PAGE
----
Economists frequently tout trade as a mechanism to boost growth and living standards. Yet some continue to extol the virtues of protectionism. However, the internecine debate between free traders and protectionists is less interesting than interrogating why countries erect barriers to international trade. A basic explanation is that opposition to trade is a consequence of nationalism and this assumption is partially true.
During the early twentieth century, trade policies in several European countries were cultivated by national sentiments, and more recently Donald Trump advocated imposing tariffs on China, so undoubtedly nationalism can stimulate demand for protectionist policies. Likewise, protectionism also gains traction when leaders perceive trade as a zero-sum game by not recognizing that the savings derived from trade are incomparable to the deficit.
Like most transactions, we engage in international trade because it increases utility. For example, when we purchase consumer goods, clearly, we lose money, but in exchange, we are provided with commodities that enrich the quality of life. Hence, in this regard, international trade is no different, since it is essentially about maximizing utility. A fundamental misunderstanding in the perception of international trade is that it should privilege the national good, when, in reality, trade serves to elevate the preferences of individuals.
States have political agendas that are usually incompatible with the interests of individuals. As such, advocating the national good is a rhetorical trick employed by politicians to guilt citizens into embracing their policies. Ideally, the state and the individual are separate entities, and the former should refrain from encroaching on the rights of the latter. When the state limits the choices of consumers by instituting protectionist measures, this violates one’s right to choose and by extension property rights.
Although we have exposed the fallacies inherent in political and economic critiques, the puzzle remains unsolved. Such arguments articulate why countries renounce international trade under certain circumstances, but they do not demonstrate why trade is more likely to be parochial than global. In brief, direct opposition to trade is not the only barrier to international distance, cultural distance also explains obstacles to international trade.
Though libertarians would prefer a stateless society, the truth is that governments are primarily responsible for economic policy, and like people, they select trading partners based on commonalities. Although trading occurs to ensure that both parties obtain products that cannot be sourced locally, states must respect each, before trading is initiated. Of course, culturally similar states do compete, but due to commonalities, they are more likely to be appreciative of individual differences.
On an anecdotal level, it is evident that regional trade blocs are more popular than global ones. A perfect example is that despite the glorification of global trade, bureaucrats in Europe and Asia are passionately promoting regional trade, supranational trade blocs encompassing several regions are failing to gain steam. Unsurprisingly, research has captured the impact of cultural distance on trade. Tadessa and White in a 2007 paper tracking the effect of cultural distance on US state-level exports during the year 2000, submit that greater cultural distance reduces aggregate exports, alongside the exports of cultural and noncultural products.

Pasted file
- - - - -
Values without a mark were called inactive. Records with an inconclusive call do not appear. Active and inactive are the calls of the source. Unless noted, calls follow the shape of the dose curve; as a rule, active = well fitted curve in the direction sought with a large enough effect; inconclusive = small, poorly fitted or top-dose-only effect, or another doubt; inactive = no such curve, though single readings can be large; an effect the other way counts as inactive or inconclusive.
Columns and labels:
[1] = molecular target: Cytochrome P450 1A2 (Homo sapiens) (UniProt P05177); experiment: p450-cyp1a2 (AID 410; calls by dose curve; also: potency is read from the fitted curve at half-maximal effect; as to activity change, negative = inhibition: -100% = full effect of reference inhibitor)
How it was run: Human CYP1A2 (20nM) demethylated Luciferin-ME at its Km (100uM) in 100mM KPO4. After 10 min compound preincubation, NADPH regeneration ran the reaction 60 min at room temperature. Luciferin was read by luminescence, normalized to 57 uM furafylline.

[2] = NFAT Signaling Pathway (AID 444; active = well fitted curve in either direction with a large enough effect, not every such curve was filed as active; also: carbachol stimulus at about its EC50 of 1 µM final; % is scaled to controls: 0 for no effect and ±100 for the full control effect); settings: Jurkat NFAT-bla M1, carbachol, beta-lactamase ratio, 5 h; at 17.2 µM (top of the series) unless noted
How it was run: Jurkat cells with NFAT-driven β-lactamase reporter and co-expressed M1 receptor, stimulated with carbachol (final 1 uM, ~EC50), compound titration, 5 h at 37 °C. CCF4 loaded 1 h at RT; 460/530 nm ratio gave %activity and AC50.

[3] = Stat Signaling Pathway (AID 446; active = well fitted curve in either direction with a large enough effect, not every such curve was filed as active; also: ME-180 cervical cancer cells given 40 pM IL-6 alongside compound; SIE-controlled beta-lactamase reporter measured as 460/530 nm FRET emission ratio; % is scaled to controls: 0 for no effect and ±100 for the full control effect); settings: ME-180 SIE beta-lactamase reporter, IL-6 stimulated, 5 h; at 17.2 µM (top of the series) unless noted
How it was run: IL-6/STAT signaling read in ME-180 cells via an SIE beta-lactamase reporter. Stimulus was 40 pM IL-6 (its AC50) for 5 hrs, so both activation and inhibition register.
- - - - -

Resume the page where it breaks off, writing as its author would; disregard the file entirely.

Furthermore, after employing bilateral trade data that cover the period 1996–2001 for nine Organisation for Economic Co-operation and Development (OECD) countries and fifty-eight other countries for which cultural distances can be calculated, researchers conclude that cultural dissimilarity has a statistically positive and negative influence on the volume of trade flows. According to the results, a 1 percent increase in the cultural distance between OECD countries and their trading associates would reduce aggregate imports of the typical OECD country by 0.7758 percent.
In addition, according to a 2017 meta-analysis exploring the nexus between cultural distance and firm internationalization, companies are unlikely to establish operations in culturally distant locations. The researchers further report that cultural distance has a negative effect on subsidiary performance, but no effect on the performance of the whole multinational corporation (MNC). A possible reason for this is that MNCs can use the experiences of the subsidiary as a guide to improving performance in other markets, thus compensating for the negative performance of the subsidiary.
Undeniably, cultural distance inhibits trade, but luckily economic analysis suggests that immigration might play a role in countering the trade inhibiting effects of cultural distance. Immigrants through their diverse preferences can generate demand for foreign products thereby accentuating partnerships with non-traditional trading neighbors. Moreover, by possessing intimate details relating to their country of origin, immigrants can enhance the quality of information available to local businesses; therefore, lowering information costs for producers.
For example, in a groundbreaking paper, Burchardi et al. (2018) assert a relationship between the number of residents with ancestry from a foreign country and the propensity of firms to engage economically with that country. Further, they also contend that immigration achieves these results by reducing the cost of information transmission.
In sum, cultural distance is not a prominent topic in economic debates, but it deprives people of major opportunities, by acting as a barrier to trade. Therefore, policymakers must consider this hurdle when crafting trade policy. We cannot afford to lose the benefits of trade due to an inability to transcend cultural differences.